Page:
Optimizing Your Data
This is the second installment of our Performance & Scaling series, a collection of blog posts and technical articles on improving the speed and efficiency of your Exago BI environment. Last month, we discussed network and hardware. This month, we’ll look at best practices in data preparation and database management. This article is broken up into four sections, each focusing on different principle of data performance optimization, starting with data warehousing and concluding with query management.
Warehouse Your Data
- Reporting off of denormalized data is more performant than reporting off of raw transactional data.
- Data warehousing involves accepting some data staleness in exchange for improved performance.
- Triggers can be used to mitigate data staleness in warehousing environments.
Enterprise data typically begins its life cycle as transactional data. Transactional data is generated through any kind of exchange, whether between people, organizations, or machines. Purchases, form submissions, and timestamps all qualify as transactions. When recorded in its raw form, transactional data is often paired with master data and reference data, which tend to be non-transactional in nature. For example, if a Alex donates money to a research foundation, the data might be broken down into three types:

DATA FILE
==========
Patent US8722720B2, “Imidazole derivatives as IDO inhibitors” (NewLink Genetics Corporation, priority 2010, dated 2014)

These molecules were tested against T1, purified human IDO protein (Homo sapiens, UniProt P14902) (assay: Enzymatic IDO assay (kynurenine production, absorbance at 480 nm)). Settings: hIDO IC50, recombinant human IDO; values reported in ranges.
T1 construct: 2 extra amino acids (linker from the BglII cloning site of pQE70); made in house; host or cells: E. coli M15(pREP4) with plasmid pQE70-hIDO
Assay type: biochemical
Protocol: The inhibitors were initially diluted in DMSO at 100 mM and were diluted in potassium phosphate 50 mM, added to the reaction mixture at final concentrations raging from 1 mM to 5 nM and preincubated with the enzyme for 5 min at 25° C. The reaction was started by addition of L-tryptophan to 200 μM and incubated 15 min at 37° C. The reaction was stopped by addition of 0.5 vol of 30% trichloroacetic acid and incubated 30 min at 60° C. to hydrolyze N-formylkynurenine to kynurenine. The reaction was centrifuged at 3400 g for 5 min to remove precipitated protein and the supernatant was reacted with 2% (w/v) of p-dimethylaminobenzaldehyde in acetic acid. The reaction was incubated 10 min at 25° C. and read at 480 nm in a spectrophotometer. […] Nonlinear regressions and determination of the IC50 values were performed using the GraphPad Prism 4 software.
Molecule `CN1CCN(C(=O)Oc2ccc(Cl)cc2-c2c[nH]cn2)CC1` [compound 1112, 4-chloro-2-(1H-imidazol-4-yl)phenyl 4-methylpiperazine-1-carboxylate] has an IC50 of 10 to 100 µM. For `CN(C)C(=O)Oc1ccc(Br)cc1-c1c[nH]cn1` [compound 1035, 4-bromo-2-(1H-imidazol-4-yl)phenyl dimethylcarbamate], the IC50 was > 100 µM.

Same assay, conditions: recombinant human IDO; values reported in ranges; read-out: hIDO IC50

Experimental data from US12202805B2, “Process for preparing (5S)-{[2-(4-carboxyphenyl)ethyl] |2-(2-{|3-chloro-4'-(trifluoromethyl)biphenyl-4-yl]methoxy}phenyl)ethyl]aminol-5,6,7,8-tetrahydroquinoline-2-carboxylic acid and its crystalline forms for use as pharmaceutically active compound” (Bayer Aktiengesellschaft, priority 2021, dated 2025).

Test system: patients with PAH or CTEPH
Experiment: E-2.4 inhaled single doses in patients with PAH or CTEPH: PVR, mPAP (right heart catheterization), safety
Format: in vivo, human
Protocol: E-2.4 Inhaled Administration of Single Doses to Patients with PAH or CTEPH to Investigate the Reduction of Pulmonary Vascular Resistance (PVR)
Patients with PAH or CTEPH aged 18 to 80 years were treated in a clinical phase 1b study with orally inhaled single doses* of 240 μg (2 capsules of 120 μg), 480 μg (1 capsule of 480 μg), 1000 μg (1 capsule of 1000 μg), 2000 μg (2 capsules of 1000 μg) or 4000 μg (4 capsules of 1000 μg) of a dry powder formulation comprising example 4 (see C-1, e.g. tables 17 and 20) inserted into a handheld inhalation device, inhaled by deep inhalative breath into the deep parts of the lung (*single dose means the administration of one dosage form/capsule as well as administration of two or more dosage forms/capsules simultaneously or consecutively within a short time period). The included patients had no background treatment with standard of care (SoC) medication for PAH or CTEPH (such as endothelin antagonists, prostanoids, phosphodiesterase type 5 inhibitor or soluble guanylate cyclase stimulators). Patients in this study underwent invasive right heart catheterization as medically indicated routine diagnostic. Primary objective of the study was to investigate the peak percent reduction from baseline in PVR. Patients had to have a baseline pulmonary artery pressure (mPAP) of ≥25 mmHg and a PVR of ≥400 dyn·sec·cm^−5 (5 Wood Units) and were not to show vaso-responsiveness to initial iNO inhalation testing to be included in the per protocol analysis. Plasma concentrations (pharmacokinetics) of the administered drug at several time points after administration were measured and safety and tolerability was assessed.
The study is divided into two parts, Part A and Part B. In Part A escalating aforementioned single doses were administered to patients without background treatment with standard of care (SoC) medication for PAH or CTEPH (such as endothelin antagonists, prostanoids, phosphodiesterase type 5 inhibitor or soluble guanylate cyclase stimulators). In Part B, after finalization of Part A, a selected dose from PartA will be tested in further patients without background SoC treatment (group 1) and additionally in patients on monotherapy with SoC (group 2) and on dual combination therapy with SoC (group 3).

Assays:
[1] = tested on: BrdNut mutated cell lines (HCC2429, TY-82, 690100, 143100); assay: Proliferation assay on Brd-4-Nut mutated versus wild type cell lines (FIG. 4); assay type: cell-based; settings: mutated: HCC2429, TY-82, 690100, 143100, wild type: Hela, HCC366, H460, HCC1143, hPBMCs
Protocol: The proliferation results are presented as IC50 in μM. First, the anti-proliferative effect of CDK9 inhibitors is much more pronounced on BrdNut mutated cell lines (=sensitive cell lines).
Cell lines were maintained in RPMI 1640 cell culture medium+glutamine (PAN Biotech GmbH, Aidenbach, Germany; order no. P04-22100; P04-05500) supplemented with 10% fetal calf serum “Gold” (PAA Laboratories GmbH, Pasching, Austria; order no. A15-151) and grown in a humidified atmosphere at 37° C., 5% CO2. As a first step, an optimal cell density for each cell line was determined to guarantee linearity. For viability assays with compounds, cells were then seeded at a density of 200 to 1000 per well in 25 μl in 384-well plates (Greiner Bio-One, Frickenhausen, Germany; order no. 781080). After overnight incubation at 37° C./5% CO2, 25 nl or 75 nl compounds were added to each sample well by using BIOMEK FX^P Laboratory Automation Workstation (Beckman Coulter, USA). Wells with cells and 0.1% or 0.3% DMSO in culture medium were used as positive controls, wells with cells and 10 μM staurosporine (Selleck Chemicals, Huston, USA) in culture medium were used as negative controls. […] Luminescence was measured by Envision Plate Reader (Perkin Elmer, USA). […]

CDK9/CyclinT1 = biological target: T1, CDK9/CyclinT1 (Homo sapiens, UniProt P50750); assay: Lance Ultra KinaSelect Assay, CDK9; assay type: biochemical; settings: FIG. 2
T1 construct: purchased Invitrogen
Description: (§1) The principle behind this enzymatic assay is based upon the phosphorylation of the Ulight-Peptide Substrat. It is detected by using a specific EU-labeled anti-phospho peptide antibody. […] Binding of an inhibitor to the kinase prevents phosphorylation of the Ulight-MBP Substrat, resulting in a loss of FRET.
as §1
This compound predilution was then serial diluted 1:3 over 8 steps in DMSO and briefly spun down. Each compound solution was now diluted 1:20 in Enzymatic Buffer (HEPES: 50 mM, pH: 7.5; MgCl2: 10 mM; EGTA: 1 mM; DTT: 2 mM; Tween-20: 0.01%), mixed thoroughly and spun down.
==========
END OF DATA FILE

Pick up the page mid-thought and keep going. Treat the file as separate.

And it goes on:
- Transactional Data: Alex’s name, Alex’s address, the method of payment, the donation amount, the donation date, whether Alex checked the newsletter signup box, etc.
- Reference Data: currency exchange rates, regional demographics, etc.
- Master Data: marketing campaign information, banking information, etc.
Transactional data usually consists of a large volume of tables containing minimally redundant, unsanitized data; and it can be a real challenge to report off of in its raw form.